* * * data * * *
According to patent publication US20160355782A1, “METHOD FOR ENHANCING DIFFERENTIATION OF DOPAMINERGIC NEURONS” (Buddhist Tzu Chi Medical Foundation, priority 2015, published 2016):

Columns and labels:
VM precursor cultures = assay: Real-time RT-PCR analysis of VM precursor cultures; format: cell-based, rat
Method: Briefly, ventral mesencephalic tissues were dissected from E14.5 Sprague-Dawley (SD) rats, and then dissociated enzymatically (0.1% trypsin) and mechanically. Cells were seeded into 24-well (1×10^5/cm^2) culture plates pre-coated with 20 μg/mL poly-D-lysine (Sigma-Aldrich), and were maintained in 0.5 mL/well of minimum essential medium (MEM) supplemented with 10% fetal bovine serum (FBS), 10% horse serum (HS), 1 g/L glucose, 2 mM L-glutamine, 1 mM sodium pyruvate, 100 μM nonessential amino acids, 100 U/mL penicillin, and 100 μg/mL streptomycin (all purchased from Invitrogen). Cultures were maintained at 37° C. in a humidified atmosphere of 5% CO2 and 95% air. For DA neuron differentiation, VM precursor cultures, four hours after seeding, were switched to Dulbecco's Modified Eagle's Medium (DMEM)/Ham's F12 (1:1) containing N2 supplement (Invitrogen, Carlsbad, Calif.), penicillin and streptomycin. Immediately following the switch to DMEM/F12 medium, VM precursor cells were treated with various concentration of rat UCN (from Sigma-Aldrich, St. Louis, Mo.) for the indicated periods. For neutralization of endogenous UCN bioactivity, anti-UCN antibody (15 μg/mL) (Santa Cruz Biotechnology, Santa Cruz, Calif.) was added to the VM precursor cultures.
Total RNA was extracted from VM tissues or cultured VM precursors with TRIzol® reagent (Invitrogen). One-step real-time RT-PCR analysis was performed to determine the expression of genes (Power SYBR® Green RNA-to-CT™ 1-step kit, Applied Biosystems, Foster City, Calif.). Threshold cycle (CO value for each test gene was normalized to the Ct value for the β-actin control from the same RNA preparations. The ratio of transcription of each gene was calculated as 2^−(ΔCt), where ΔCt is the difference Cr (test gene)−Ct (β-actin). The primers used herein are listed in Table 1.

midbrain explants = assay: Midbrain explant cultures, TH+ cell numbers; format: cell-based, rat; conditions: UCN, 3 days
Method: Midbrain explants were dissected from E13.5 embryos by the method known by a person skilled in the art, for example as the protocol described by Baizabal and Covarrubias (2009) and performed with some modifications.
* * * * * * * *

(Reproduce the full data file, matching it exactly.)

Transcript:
According to patent publication US20160355782A1, “METHOD FOR ENHANCING DIFFERENTIATION OF DOPAMINERGIC NEURONS” (Buddhist Tzu Chi Medical Foundation, priority 2015, published 2016):

Columns and labels:
VM precursor cultures = assay: Real-time RT-PCR analysis of VM precursor cultures; format: cell-based, rat
Method: Briefly, ventral mesencephalic tissues were dissected from E14.5 Sprague-Dawley (SD) rats, and then dissociated enzymatically (0.1% trypsin) and mechanically. Cells were seeded into 24-well (1×10^5/cm^2) culture plates pre-coated with 20 μg/mL poly-D-lysine (Sigma-Aldrich), and were maintained in 0.5 mL/well of minimum essential medium (MEM) supplemented with 10% fetal bovine serum (FBS), 10% horse serum (HS), 1 g/L glucose, 2 mM L-glutamine, 1 mM sodium pyruvate, 100 μM nonessential amino acids, 100 U/mL penicillin, and 100 μg/mL streptomycin (all purchased from Invitrogen). Cultures were maintained at 37° C. in a humidified atmosphere of 5% CO2 and 95% air. For DA neuron differentiation, VM precursor cultures, four hours after seeding, were switched to Dulbecco's Modified Eagle's Medium (DMEM)/Ham's F12 (1:1) containing N2 supplement (Invitrogen, Carlsbad, Calif.), penicillin and streptomycin. Immediately following the switch to DMEM/F12 medium, VM precursor cells were treated with various concentration of rat UCN (from Sigma-Aldrich, St. Louis, Mo.) for the indicated periods. For neutralization of endogenous UCN bioactivity, anti-UCN antibody (15 μg/mL) (Santa Cruz Biotechnology, Santa Cruz, Calif.) was added to the VM precursor cultures.
Total RNA was extracted from VM tissues or cultured VM precursors with TRIzol® reagent (Invitrogen). One-step real-time RT-PCR analysis was performed to determine the expression of genes (Power SYBR® Green RNA-to-CT™ 1-step kit, Applied Biosystems, Foster City, Calif.). Threshold cycle (CO value for each test gene was normalized to the Ct value for the β-actin control from the same RNA preparations. The ratio of transcription of each gene was calculated as 2^−(ΔCt), where ΔCt is the difference Cr (test gene)−Ct (β-actin). The primers used herein are listed in Table 1.

midbrain explants = assay: Midbrain explant cultures, TH+ cell numbers; format: cell-based, rat; conditions: UCN, 3 days
Method: Midbrain explants were dissected from E13.5 embryos by the method known by a person skilled in the art, for example as the protocol described by Baizabal and Covarrubias (2009) and performed with some modifications.